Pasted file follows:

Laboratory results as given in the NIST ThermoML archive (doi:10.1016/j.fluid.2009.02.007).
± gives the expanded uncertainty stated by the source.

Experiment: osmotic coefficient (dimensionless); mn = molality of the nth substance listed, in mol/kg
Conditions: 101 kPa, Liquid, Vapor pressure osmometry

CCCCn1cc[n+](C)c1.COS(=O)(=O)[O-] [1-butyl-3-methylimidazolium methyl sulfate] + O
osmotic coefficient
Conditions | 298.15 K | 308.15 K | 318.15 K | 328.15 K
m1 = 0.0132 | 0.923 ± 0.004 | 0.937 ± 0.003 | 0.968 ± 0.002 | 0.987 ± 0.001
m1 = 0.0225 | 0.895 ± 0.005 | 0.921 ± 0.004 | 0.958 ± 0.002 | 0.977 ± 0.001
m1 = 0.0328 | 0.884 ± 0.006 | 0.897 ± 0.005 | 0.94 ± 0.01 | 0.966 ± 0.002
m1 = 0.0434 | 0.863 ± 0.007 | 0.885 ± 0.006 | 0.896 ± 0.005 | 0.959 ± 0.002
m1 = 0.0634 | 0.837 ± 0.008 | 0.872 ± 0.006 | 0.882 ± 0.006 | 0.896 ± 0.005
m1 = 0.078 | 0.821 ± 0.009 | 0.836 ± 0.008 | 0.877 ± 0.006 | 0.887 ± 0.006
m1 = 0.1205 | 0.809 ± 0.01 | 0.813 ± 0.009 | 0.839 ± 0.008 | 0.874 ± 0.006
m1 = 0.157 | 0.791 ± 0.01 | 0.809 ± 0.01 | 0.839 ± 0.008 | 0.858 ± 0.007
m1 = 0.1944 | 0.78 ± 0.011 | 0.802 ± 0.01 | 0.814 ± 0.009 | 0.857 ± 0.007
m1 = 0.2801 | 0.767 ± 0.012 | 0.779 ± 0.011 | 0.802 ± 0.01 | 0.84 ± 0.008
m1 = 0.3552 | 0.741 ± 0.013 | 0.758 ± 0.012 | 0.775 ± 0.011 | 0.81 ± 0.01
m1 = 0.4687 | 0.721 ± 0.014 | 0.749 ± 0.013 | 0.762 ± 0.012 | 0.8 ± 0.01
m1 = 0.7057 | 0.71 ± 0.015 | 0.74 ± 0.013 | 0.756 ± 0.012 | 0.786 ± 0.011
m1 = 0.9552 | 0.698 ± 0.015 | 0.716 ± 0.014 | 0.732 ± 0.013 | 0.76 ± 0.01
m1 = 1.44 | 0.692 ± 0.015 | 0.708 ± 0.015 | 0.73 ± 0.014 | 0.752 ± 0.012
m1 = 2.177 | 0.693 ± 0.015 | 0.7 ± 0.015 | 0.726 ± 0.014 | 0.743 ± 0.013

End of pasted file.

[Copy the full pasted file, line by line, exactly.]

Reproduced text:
Laboratory results as given in the NIST ThermoML archive (doi:10.1016/j.fluid.2009.02.007).
± gives the expanded uncertainty stated by the source.

Experiment: osmotic coefficient (dimensionless); mn = molality of the nth substance listed, in mol/kg
Conditions: 101 kPa, Liquid, Vapor pressure osmometry

CCCCn1cc[n+](C)c1.COS(=O)(=O)[O-] [1-butyl-3-methylimidazolium methyl sulfate] + O
osmotic coefficient
Conditions | 298.15 K | 308.15 K | 318.15 K | 328.15 K
m1 = 0.0132 | 0.923 ± 0.004 | 0.937 ± 0.003 | 0.968 ± 0.002 | 0.987 ± 0.001
m1 = 0.0225 | 0.895 ± 0.005 | 0.921 ± 0.004 | 0.958 ± 0.002 | 0.977 ± 0.001
m1 = 0.0328 | 0.884 ± 0.006 | 0.897 ± 0.005 | 0.94 ± 0.01 | 0.966 ± 0.002
m1 = 0.0434 | 0.863 ± 0.007 | 0.885 ± 0.006 | 0.896 ± 0.005 | 0.959 ± 0.002
m1 = 0.0634 | 0.837 ± 0.008 | 0.872 ± 0.006 | 0.882 ± 0.006 | 0.896 ± 0.005
m1 = 0.078 | 0.821 ± 0.009 | 0.836 ± 0.008 | 0.877 ± 0.006 | 0.887 ± 0.006
m1 = 0.1205 | 0.809 ± 0.01 | 0.813 ± 0.009 | 0.839 ± 0.008 | 0.874 ± 0.006
m1 = 0.157 | 0.791 ± 0.01 | 0.809 ± 0.01 | 0.839 ± 0.008 | 0.858 ± 0.007
m1 = 0.1944 | 0.78 ± 0.011 | 0.802 ± 0.01 | 0.814 ± 0.009 | 0.857 ± 0.007
m1 = 0.2801 | 0.767 ± 0.012 | 0.779 ± 0.011 | 0.802 ± 0.01 | 0.84 ± 0.008
m1 = 0.3552 | 0.741 ± 0.013 | 0.758 ± 0.012 | 0.775 ± 0.011 | 0.81 ± 0.01
m1 = 0.4687 | 0.721 ± 0.014 | 0.749 ± 0.013 | 0.762 ± 0.012 | 0.8 ± 0.01
m1 = 0.7057 | 0.71 ± 0.015 | 0.74 ± 0.013 | 0.756 ± 0.012 | 0.786 ± 0.011
m1 = 0.9552 | 0.698 ± 0.015 | 0.716 ± 0.014 | 0.732 ± 0.013 | 0.76 ± 0.01
m1 = 1.44 | 0.692 ± 0.015 | 0.708 ± 0.015 | 0.73 ± 0.014 | 0.752 ± 0.012
m1 = 2.177 | 0.693 ± 0.015 | 0.7 ± 0.015 | 0.726 ± 0.014 | 0.743 ± 0.013